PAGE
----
Career Opportunities

The High-Tech Career Handbook

A weekly ComputorEdge Column by Douglas E. Welch


November 26, 2004

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I try to do everything I can for my clients, hooking up the occasional DVD player or troubleshooting phone line problems, even if it goes beyond the typical work I am there to do. That said, there are a couple of items I will not touch, if possible. The first is dealing with technical support assistance via phone and the other is providing, or managing, hardware service for the client. Over the years, I have realized that either one of these tasks is liable to drive me screaming into the night. Even worse, when you get involved in these situations, your client might begin to see you as part of the problem instead of part of the solution.

Technical Support

I have been on both sides of the technical support equation for years. I have been the voice at the other end of the phone, trying to figure out why your computer has suddenly started barking like a dog, or emailing all your files to Burma! I know what it is like to do that job, but even I find myself quickly losing patience during my infrequent calls. I am so disappointed with the quality of technical support that I will try nearly any other avenue of assistance before calling.

I especially dislike calling when I am at a client’s site. Sitting on hold or waiting for a response from technical support, while sitting with a client, and my billing clock ticking, can seem like a lifetime. While most clients are ok with the wait, I don’t like billing my clients for waiting.

Additionally, I am finding, increasingly often, that technical support lines will only talk with the actual client. In an effort to save them money, and free myself for more productive work, I always recommend that they contact technical support themselves. I give them all the support information they might need before they call and then extricate myself from the situation. Normally, if I have to call support for a client, I explain that I am a consultant and the client is here with me. Even then, I am sometimes given a “huffy” response that they are only able to deal with the client themselves. Of course, the reason I am probably breaking my own rule and calling for the client is that the issue is significantly technical enough that the clients can’t successfully make the call themselves.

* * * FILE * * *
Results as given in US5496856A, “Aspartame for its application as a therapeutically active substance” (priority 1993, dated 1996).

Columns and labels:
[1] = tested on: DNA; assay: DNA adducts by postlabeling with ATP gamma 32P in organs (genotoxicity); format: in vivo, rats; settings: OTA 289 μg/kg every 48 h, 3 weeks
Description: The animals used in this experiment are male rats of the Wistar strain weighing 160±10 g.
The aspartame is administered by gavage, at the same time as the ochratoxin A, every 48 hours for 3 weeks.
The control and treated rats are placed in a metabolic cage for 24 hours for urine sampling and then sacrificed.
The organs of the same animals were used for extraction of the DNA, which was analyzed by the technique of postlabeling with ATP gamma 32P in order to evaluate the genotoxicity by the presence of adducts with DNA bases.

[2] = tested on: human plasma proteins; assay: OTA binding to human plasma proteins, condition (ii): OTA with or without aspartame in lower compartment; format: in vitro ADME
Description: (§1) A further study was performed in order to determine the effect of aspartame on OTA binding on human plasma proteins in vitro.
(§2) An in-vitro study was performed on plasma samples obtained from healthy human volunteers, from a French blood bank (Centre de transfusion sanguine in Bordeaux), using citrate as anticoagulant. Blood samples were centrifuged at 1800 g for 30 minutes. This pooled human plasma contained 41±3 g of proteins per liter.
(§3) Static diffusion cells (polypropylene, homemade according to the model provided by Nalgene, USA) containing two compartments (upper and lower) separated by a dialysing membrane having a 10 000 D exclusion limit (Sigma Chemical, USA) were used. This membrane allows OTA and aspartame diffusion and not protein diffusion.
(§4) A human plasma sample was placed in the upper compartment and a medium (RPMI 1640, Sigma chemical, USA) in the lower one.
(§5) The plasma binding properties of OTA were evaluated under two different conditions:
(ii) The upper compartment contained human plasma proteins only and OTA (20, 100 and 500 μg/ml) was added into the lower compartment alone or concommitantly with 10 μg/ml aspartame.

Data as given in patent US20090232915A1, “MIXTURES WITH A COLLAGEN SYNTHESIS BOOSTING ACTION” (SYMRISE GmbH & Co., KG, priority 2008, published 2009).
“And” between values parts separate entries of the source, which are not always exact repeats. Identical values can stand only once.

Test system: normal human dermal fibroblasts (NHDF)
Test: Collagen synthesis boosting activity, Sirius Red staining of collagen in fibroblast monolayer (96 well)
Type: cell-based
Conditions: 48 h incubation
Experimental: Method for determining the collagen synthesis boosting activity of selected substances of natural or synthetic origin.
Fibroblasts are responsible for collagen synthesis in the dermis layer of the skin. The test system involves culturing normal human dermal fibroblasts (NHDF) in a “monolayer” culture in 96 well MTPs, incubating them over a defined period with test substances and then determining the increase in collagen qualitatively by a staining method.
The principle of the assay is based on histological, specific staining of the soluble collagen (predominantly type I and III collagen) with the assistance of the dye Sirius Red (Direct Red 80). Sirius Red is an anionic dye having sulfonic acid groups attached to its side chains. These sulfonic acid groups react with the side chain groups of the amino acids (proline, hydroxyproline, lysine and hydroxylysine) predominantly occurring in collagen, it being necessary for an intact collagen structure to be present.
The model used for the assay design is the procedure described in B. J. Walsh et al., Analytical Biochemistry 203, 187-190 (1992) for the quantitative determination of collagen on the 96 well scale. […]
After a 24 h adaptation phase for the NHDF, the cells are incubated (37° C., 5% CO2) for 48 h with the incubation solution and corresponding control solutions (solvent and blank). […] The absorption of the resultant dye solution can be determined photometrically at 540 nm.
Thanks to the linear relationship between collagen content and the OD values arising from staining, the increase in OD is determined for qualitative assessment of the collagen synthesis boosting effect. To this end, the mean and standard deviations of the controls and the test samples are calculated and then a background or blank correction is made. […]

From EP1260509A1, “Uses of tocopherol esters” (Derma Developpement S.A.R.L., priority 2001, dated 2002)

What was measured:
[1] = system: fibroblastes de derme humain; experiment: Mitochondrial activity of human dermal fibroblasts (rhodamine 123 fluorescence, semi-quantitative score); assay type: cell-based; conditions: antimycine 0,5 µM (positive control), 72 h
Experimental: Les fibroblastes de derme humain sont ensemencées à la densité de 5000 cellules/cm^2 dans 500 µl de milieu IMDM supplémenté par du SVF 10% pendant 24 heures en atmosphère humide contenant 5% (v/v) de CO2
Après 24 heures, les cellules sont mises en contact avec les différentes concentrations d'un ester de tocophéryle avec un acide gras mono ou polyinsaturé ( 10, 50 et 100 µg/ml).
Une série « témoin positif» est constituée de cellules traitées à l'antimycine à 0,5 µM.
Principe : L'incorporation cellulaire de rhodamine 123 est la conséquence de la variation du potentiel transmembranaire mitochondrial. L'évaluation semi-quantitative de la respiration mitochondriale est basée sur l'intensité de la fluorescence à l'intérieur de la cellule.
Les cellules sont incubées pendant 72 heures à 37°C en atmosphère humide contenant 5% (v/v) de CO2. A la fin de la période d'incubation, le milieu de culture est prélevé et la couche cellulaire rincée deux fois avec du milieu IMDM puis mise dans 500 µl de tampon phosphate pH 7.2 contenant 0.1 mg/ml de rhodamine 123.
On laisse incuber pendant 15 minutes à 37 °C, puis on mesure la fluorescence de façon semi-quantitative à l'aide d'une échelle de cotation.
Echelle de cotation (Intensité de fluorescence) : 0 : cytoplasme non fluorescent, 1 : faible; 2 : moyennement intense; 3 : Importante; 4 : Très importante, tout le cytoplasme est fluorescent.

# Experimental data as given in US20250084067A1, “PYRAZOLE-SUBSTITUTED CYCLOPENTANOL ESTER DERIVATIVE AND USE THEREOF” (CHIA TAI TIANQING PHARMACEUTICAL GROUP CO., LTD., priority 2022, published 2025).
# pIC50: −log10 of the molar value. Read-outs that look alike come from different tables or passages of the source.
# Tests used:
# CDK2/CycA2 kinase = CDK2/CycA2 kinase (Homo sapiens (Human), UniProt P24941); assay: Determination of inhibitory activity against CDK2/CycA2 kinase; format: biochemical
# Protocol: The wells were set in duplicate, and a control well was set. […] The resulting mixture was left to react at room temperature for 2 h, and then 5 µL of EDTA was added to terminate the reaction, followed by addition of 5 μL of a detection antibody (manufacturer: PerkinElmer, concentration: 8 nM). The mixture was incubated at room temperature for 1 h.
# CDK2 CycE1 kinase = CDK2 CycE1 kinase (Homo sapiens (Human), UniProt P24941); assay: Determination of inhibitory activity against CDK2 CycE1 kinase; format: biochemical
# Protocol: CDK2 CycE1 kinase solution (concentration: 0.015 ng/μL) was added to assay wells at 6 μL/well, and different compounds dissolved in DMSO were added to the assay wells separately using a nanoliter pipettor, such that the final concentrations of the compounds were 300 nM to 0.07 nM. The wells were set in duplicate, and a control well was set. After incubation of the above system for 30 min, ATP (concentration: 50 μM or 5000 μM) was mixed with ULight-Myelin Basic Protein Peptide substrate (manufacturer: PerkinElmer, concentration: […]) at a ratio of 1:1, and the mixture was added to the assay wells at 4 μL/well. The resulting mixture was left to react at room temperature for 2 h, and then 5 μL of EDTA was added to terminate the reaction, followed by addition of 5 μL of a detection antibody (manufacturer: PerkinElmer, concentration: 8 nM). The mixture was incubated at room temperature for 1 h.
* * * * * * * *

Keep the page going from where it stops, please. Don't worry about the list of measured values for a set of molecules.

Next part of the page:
Hardware service, especially when the computer is under warrantee, is quickly becoming a quagmire, as well. As an independent consultant, I am unable to stock the necessary parts, or afford the significant certification training to qualify for most “authorized service” programs. I am also not that interested in performing the more gruesome tasks associated with motherboard swaps and power supply replacement. Unfortunately, trying to convince a hardware manufacturer like Dell or Apple, that a computer has a flaw has become an exercise in futility. They will have you doing the technical equivalent of voodoo before they will accept any responsibility. I understand the costs involved in unnecessary warrantee service, but I also understand that angering a customer probably costs them just as much in lost sales.

Don’t get involved

Despite these issues, the main reason I distance myself from these situations is the fear of becoming associated with these bad experiences. I’m not saying it is fair, only that it happens. Even though placing the call themselves might take the clients a bit longer to solve their problem, my relationship with the client remains steady. Large manufacturers don’t feel the pain when they lose one or two clients, but if I lost a single client due to their mis-guided perception of my role, or perceived lack of loyalty to them, it can hurt…a lot.

Personal reasons and dislikes aside, you might find it in your best interest to avoid confusing your clients. Letting them fight their own service and support battles might be the best way to insure that you still have a client when the problem is solved.


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